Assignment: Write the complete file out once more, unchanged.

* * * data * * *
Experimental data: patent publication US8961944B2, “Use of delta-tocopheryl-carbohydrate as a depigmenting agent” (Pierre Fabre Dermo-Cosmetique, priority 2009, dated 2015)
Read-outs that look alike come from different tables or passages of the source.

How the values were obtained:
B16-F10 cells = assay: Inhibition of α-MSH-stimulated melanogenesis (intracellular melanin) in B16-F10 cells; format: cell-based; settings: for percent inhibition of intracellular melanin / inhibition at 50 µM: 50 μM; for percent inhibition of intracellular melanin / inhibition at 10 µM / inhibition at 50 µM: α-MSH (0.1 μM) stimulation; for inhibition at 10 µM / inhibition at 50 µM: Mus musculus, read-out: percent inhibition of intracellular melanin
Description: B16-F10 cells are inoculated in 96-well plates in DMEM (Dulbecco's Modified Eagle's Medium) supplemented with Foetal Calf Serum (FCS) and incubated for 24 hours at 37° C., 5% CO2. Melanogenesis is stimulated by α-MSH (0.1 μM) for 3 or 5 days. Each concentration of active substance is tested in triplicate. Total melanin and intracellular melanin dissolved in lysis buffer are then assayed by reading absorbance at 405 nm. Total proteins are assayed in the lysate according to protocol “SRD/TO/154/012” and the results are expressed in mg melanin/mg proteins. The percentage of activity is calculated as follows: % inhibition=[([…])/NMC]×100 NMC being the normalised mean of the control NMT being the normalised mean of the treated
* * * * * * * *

Experimental data: patent publication US8961944B2, “Use of delta-tocopheryl-carbohydrate as a depigmenting agent” (Pierre Fabre Dermo-Cosmetique, priority 2009, dated 2015)
Read-outs that look alike come from different tables or passages of the source.

How the values were obtained:
B16-F10 cells = assay: Inhibition of α-MSH-stimulated melanogenesis (intracellular melanin) in B16-F10 cells; format: cell-based; settings: for percent inhibition of intracellular melanin / inhibition at 50 µM: 50 μM; for percent inhibition of intracellular melanin / inhibition at 10 µM / inhibition at 50 µM: α-MSH (0.1 μM) stimulation; for inhibition at 10 µM / inhibition at 50 µM: Mus musculus, read-out: percent inhibition of intracellular melanin
Description: B16-F10 cells are inoculated in 96-well plates in DMEM (Dulbecco's Modified Eagle's Medium) supplemented with Foetal Calf Serum (FCS) and incubated for 24 hours at 37° C., 5% CO2. Melanogenesis is stimulated by α-MSH (0.1 μM) for 3 or 5 days. Each concentration of active substance is tested in triplicate. Total melanin and intracellular melanin dissolved in lysis buffer are then assayed by reading absorbance at 405 nm. Total proteins are assayed in the lysate according to protocol “SRD/TO/154/012” and the results are expressed in mg melanin/mg proteins. The percentage of activity is calculated as follows: % inhibition=[([…])/NMC]×100 NMC being the normalised mean of the control NMT being the normalised mean of the treated